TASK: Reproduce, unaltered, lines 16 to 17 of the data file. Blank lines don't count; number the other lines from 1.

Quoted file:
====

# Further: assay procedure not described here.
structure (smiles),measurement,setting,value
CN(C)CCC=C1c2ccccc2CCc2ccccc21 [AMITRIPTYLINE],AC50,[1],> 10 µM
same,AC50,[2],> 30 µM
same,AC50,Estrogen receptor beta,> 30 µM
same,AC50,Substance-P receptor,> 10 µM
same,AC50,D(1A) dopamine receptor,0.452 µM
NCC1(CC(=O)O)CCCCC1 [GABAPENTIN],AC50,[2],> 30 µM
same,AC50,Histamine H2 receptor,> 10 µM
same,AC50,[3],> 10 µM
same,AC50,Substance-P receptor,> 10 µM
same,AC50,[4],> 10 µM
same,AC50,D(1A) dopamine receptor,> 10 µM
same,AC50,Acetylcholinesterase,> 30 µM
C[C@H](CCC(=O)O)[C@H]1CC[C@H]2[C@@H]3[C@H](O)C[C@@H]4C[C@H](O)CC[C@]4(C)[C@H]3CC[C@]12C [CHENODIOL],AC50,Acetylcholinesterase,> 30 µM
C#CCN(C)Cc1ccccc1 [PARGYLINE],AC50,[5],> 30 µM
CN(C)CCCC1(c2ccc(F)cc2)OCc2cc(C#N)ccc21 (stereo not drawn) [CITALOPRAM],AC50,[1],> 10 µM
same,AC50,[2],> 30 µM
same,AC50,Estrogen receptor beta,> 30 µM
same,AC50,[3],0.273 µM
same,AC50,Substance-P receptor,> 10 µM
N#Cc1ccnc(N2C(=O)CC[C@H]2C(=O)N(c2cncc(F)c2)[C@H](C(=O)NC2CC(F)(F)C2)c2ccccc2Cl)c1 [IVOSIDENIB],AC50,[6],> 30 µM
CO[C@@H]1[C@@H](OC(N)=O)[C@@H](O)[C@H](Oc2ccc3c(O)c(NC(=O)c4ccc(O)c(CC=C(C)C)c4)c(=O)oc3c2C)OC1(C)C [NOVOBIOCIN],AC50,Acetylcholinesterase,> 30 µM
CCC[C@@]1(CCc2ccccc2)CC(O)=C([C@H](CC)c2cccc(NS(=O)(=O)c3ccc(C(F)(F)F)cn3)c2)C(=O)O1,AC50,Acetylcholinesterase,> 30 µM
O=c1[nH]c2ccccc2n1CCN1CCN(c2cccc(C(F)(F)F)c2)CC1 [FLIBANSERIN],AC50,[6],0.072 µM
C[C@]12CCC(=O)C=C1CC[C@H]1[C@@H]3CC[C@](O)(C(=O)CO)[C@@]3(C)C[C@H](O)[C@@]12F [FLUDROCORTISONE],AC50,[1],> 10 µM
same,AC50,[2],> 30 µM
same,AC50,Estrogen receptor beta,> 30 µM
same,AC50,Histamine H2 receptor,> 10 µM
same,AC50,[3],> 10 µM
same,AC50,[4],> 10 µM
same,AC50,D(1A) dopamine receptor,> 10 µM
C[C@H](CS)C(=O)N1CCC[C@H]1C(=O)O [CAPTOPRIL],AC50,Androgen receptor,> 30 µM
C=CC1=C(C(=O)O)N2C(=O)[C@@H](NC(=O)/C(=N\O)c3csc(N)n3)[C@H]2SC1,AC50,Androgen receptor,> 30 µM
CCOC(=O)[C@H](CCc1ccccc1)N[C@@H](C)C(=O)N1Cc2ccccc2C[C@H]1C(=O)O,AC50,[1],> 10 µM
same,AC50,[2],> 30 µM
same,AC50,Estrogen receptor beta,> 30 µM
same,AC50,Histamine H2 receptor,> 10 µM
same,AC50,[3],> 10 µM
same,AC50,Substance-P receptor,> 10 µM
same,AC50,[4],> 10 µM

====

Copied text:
C#CCN(C)Cc1ccccc1 [PARGYLINE],AC50,[5],> 30 µM
CN(C)CCCC1(c2ccc(F)cc2)OCc2cc(C#N)ccc21 (stereo not drawn) [CITALOPRAM],AC50,[1],> 10 µM